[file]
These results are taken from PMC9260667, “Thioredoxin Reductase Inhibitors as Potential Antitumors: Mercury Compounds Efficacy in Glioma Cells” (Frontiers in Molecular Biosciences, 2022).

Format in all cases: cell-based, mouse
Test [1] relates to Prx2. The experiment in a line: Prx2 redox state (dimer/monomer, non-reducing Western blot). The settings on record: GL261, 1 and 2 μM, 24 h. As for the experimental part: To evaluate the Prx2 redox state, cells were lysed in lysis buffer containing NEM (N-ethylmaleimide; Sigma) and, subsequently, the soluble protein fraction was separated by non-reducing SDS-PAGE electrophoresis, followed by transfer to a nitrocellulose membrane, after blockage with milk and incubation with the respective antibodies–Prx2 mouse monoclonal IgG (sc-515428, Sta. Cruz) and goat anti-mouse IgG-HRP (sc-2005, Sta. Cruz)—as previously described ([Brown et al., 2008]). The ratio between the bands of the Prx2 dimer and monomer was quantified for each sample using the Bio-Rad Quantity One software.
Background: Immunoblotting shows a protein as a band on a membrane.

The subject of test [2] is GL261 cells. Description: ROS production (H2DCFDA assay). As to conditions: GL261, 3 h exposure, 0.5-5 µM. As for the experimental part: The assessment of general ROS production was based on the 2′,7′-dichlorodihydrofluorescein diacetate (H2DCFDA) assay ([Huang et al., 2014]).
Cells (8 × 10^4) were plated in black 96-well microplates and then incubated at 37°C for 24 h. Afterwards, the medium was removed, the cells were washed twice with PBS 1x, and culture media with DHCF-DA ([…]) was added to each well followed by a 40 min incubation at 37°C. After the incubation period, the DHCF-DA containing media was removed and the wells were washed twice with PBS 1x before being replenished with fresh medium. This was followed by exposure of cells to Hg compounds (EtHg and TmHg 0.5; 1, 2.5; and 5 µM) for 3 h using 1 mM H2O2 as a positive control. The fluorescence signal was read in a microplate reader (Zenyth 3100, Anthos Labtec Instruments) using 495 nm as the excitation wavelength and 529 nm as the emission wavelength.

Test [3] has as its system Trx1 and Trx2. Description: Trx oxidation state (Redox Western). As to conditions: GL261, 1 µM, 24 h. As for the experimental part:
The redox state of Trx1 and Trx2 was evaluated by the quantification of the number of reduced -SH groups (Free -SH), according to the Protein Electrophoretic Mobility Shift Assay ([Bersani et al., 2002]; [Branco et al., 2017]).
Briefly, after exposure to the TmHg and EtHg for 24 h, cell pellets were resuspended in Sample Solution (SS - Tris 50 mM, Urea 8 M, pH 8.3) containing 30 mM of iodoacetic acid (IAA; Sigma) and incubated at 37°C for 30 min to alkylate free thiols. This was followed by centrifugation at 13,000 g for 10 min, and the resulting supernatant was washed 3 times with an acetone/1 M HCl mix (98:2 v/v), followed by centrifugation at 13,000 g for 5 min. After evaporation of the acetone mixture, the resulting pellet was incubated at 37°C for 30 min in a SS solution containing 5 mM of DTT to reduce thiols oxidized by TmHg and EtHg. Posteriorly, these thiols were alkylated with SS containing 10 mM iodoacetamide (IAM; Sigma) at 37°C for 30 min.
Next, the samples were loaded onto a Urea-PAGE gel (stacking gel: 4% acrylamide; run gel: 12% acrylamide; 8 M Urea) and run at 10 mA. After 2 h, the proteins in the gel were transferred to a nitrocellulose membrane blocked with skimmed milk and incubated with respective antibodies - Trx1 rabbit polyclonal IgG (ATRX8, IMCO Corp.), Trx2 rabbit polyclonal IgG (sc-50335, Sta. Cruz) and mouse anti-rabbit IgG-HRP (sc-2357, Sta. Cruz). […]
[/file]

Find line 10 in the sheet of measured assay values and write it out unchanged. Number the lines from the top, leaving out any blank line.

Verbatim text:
Next, the samples were loaded onto a Urea-PAGE gel (stacking gel: 4% acrylamide; run gel: 12% acrylamide; 8 M Urea) and run at 10 mA. After 2 h, the proteins in the gel were transferred to a nitrocellulose membrane blocked with skimmed milk and incubated with respective antibodies - Trx1 rabbit polyclonal IgG (ATRX8, IMCO Corp.), Trx2 rabbit polyclonal IgG (sc-50335, Sta. Cruz) and mouse anti-rabbit IgG-HRP (sc-2357, Sta. Cruz). […]